After a 7-year, 3.5-billion-mile journey, the Cassini spacecraft last week slipped through a gap between two of the icy rings circling Saturn and became the first spacecraft to orbit the distant planet. The probe, which will tour Saturn and many of its 31 known moons for at least 4 years, has already returned stunning images of the shimmering rings and recorded the sharpest images ever taken of smog-covered Titan, Saturn’s largest moon.
“The images are mind-boggling,” says Cassini imaging team leader Carolyn Porco of the Space Science Institute in Boulder, Colo.
In Cassini’s snapshots, striations within the rings resemble grooves in a vinyl phonograph record. Many of the images show wavelike features that form when the gravity of a passing moon perturbs icy particles in a ring.
Depending on the moon’s orientation relative to the ring’s plane, the interaction either forces icy ring particles to clump into bands or pulls them up and down into corrugations. Such features had already been spied in the early 1980s by the two Voyager spacecraft, which flew past Saturn, but the new Cassini images show the structures in far finer detail.
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Although most of the rings are composed of virtually pure water ice, a spectrometer on Cassini found that particles in the F ring, the sixth ring discovered, as well as those in the rings’ gaps, have a small dirt component with a composition resembling that of Saturn’s outlying moon, Phoebe, notes Roger Clark of the U.S. Geological Survey in Denver.
The similarity supports a theory in which the rings and Phoebe have a common origin. Scientists have suggested that the rings may be the shattered remains of one or more bodies that once resided in an icy reservoir at the outskirts of the solar system but were captured and torn apart by Saturn’s gravity about 100 million years ago. Phoebe, which Cassini imaged last month (SN: 6/19/04, p. 387: Available to subscribers at Portrait of Phoebe: Cassini images a large Saturn moon), may be an intact member of this same icy reservoir.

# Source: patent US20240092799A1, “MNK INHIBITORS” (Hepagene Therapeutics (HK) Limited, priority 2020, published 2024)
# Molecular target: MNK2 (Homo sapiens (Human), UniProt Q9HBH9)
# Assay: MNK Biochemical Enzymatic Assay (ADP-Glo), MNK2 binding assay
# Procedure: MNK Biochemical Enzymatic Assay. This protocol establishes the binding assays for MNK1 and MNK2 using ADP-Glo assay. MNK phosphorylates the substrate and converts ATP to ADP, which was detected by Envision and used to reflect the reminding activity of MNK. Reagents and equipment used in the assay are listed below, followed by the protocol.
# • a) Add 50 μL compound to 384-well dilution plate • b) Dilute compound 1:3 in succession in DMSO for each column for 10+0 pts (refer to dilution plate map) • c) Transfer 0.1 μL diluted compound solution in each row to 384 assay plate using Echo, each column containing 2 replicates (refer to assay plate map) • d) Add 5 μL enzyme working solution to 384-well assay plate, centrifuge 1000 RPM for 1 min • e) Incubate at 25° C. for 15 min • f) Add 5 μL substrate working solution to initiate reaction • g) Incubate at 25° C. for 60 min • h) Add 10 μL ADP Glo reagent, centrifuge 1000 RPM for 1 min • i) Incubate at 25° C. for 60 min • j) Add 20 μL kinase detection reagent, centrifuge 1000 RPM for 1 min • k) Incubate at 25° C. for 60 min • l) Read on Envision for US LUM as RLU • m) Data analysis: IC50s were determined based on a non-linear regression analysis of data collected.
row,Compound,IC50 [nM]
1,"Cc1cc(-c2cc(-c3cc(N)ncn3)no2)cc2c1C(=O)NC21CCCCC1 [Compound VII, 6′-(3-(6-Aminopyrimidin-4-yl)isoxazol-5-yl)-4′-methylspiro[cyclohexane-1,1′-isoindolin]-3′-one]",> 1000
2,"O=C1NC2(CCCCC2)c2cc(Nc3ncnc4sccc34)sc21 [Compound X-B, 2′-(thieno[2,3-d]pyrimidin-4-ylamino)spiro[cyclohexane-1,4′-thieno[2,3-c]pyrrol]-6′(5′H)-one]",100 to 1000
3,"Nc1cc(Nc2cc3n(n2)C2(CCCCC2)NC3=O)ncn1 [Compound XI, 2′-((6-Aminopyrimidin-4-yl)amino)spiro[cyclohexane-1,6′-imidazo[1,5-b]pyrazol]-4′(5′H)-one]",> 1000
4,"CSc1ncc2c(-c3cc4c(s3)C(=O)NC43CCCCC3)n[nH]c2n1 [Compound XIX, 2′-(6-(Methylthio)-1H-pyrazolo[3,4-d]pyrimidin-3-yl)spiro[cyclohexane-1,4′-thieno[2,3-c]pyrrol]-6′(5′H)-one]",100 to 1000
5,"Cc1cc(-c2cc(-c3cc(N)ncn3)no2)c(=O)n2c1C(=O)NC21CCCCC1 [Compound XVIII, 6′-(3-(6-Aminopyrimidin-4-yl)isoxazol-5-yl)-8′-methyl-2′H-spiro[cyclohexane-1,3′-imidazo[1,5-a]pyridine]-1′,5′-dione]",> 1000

Flying within 339,000 kilometers of Titan on July 2, Cassini gave scientists their closest, albeit fuzzy, look at the surface of this enigmatic moon. Viewing Titan at infrared wavelengths, which can penetrate the moon’s thick haze, Cassini resolved some features as small as 10 km across.
The new observations show a field of methane clouds near Titan’s south pole that were first seen in ground-based images from 1999. The Cassini images reveal that the clouds change shape in a matter of hours. When a cloud grows smaller, it may be raining methane down on Titan’s surface, says Alfred McEwen of the University of Arizona in Tucson. That would dovetail with a theory that Titan contains lakes or ponds of hydrocarbons.
During its mission, Cassini will pass by Titan another 45 times, coming as close as 950 km. The nearest sweep is expected to resolve features one-hundredth as small as those seen in the July 2 flyby. In January, Cassini’s instrument-laden Huygens probe will plunge through Titan’s atmosphere.